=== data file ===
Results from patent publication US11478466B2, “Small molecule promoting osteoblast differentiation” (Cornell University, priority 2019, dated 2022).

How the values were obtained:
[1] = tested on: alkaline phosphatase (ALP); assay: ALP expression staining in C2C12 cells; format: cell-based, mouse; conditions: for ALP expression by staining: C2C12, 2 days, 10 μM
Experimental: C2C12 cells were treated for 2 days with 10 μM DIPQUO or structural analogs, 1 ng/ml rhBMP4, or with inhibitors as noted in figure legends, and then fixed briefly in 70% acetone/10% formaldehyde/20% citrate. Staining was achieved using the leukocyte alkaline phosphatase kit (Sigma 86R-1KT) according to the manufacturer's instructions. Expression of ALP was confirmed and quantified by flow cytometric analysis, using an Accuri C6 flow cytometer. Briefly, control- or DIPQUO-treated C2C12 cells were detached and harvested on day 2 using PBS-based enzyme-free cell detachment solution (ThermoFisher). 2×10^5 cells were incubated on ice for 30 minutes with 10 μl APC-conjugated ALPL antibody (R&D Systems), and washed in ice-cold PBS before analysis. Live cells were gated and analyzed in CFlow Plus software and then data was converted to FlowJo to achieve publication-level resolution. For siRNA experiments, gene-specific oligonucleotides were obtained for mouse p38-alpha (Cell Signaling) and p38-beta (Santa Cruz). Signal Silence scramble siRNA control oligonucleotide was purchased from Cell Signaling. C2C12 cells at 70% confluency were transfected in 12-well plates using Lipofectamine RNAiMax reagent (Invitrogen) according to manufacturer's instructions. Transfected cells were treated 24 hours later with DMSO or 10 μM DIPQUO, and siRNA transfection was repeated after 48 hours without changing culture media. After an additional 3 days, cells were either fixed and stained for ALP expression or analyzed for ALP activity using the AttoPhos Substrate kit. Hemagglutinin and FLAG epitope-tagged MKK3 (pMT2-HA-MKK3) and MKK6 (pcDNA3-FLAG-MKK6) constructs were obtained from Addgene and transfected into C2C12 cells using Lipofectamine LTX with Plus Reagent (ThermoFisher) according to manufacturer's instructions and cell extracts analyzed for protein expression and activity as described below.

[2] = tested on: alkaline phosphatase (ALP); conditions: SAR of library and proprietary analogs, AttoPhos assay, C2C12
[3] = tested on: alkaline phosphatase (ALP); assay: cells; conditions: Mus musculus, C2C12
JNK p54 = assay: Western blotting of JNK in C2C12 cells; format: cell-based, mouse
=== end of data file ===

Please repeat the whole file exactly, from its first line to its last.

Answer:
Results from patent publication US11478466B2, “Small molecule promoting osteoblast differentiation” (Cornell University, priority 2019, dated 2022).

How the values were obtained:
[1] = tested on: alkaline phosphatase (ALP); assay: ALP expression staining in C2C12 cells; format: cell-based, mouse; conditions: for ALP expression by staining: C2C12, 2 days, 10 μM
Experimental: C2C12 cells were treated for 2 days with 10 μM DIPQUO or structural analogs, 1 ng/ml rhBMP4, or with inhibitors as noted in figure legends, and then fixed briefly in 70% acetone/10% formaldehyde/20% citrate. Staining was achieved using the leukocyte alkaline phosphatase kit (Sigma 86R-1KT) according to the manufacturer's instructions. Expression of ALP was confirmed and quantified by flow cytometric analysis, using an Accuri C6 flow cytometer. Briefly, control- or DIPQUO-treated C2C12 cells were detached and harvested on day 2 using PBS-based enzyme-free cell detachment solution (ThermoFisher). 2×10^5 cells were incubated on ice for 30 minutes with 10 μl APC-conjugated ALPL antibody (R&D Systems), and washed in ice-cold PBS before analysis. Live cells were gated and analyzed in CFlow Plus software and then data was converted to FlowJo to achieve publication-level resolution. For siRNA experiments, gene-specific oligonucleotides were obtained for mouse p38-alpha (Cell Signaling) and p38-beta (Santa Cruz). Signal Silence scramble siRNA control oligonucleotide was purchased from Cell Signaling. C2C12 cells at 70% confluency were transfected in 12-well plates using Lipofectamine RNAiMax reagent (Invitrogen) according to manufacturer's instructions. Transfected cells were treated 24 hours later with DMSO or 10 μM DIPQUO, and siRNA transfection was repeated after 48 hours without changing culture media. After an additional 3 days, cells were either fixed and stained for ALP expression or analyzed for ALP activity using the AttoPhos Substrate kit. Hemagglutinin and FLAG epitope-tagged MKK3 (pMT2-HA-MKK3) and MKK6 (pcDNA3-FLAG-MKK6) constructs were obtained from Addgene and transfected into C2C12 cells using Lipofectamine LTX with Plus Reagent (ThermoFisher) according to manufacturer's instructions and cell extracts analyzed for protein expression and activity as described below.

[2] = tested on: alkaline phosphatase (ALP); conditions: SAR of library and proprietary analogs, AttoPhos assay, C2C12
[3] = tested on: alkaline phosphatase (ALP); assay: cells; conditions: Mus musculus, C2C12
JNK p54 = assay: Western blotting of JNK in C2C12 cells; format: cell-based, mouse